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Which is your favorite (or least favorite) D.C. intersection? It may be in this graphic print

Artist Peter Gorman designed the print for a series on various cities’ intersections

Eight D.C. intersections on a graphic print called “Intersections of DC.” The print has a black background and the intersections are yellow, orange, and white.
Part of “Intersections of DC”
Courtesy of Peter Gorman

Since it was originally laid out by French-born architect Pierre L’Enfant, the District’s street grid has been defined by diagonal roads and traffic circles interspersed with horizontal and vertical lines. That’s why navigating D.C. can feel relatively easy once you get your bearings.

At least in the city’s core area, that is. Generally speaking, the farther out you get, the more complicated the District’s layout becomes. Post-L’Enfant additions and reconfigurations can be nightmarish for drivers, pedestrians, cyclists, and scooter riders alike—particularly when you consider the number of car lanes on specific streets. Hence, some interesting geometry.

A new graphic of D.C. intersections helps break down the city’s street grid into some of its components. Earlier this week, Hawaii-based artist Peter Gorman published on Reddit his “Intersections of DC” design, a representation of 20 distinct road shapes across the District. The design is part of a series of intersection prints for various cities that Gorman is creating.

Eight D.C. intersections on a graphic print called “Intersections of DC.” The print has a black background and the intersections are yellow, orange, and white.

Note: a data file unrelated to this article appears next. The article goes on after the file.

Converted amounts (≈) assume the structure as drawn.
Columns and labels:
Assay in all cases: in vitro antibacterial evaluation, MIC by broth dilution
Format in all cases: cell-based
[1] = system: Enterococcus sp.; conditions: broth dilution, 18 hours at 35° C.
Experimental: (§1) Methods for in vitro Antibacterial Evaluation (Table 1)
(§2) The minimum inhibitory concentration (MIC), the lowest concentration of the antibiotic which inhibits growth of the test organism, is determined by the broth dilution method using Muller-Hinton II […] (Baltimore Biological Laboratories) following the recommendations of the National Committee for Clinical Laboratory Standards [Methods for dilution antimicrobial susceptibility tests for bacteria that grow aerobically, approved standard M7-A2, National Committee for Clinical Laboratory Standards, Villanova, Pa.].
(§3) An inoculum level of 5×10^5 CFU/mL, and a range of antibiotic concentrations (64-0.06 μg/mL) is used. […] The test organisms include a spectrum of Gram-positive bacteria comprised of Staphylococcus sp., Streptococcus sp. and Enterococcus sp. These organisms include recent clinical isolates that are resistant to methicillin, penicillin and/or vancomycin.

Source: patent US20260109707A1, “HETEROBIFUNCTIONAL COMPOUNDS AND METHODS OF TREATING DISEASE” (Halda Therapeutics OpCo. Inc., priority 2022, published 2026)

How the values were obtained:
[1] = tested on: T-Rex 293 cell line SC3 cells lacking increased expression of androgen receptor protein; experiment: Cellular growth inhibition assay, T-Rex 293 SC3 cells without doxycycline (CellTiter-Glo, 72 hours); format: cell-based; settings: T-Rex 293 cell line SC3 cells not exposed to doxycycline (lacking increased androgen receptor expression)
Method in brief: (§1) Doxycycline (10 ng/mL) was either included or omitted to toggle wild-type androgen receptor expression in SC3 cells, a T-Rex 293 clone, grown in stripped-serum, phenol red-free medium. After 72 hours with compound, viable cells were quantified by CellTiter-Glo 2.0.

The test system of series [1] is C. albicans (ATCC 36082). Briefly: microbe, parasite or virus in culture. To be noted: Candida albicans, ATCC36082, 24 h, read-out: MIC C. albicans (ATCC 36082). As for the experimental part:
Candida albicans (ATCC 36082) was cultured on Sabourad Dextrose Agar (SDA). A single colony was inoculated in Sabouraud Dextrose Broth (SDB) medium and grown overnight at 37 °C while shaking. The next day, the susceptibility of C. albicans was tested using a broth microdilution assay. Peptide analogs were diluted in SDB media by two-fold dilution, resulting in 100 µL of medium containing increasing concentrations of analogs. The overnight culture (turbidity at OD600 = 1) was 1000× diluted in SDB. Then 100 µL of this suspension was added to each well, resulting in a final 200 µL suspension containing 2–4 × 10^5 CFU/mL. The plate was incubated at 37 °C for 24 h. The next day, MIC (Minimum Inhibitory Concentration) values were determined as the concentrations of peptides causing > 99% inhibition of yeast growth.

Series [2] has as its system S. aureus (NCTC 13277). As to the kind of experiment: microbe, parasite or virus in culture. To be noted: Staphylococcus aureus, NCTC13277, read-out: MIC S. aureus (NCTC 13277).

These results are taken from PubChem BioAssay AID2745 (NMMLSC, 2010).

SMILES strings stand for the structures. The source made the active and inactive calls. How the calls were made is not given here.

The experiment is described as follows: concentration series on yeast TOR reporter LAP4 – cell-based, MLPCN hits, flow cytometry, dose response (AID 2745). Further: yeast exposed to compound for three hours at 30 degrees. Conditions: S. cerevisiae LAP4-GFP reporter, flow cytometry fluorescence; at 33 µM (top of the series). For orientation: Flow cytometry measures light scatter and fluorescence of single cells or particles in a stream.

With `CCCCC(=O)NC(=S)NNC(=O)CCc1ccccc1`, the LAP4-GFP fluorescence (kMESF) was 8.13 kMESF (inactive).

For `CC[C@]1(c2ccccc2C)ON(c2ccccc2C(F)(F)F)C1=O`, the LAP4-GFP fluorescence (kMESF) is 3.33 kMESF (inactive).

“Intersections of DC”
Peter Gorman

“For each Intersections print, I start by including any intersections that I remember, and then do research into which ones are the most notorious,” Gorman tells Curbed in an email. “I think DC has the most agreement about a single intersection (Dave Thomas Circle) than any other city I’ve done.” He adds that he brainstormed about which intersections to feature with his sister, who lives in the District, and her coworkers. The print is available on Etsy for $25 to $38—depending on the size—and Gorman says his next step is to self-publish a book of 100 map designs based on a yearlong, 11,000-mile, solo bike trip he took around the U.S.

Two other D.C.-themed prints from Gorman follow below. One is of 20 traffic circles in the District with their adjoining streets; the second is of the Lincoln Memorial Reflecting Pool.

D.C. traffic circles print
Peter Gorman
Reflecting Pool print
Peter Gorman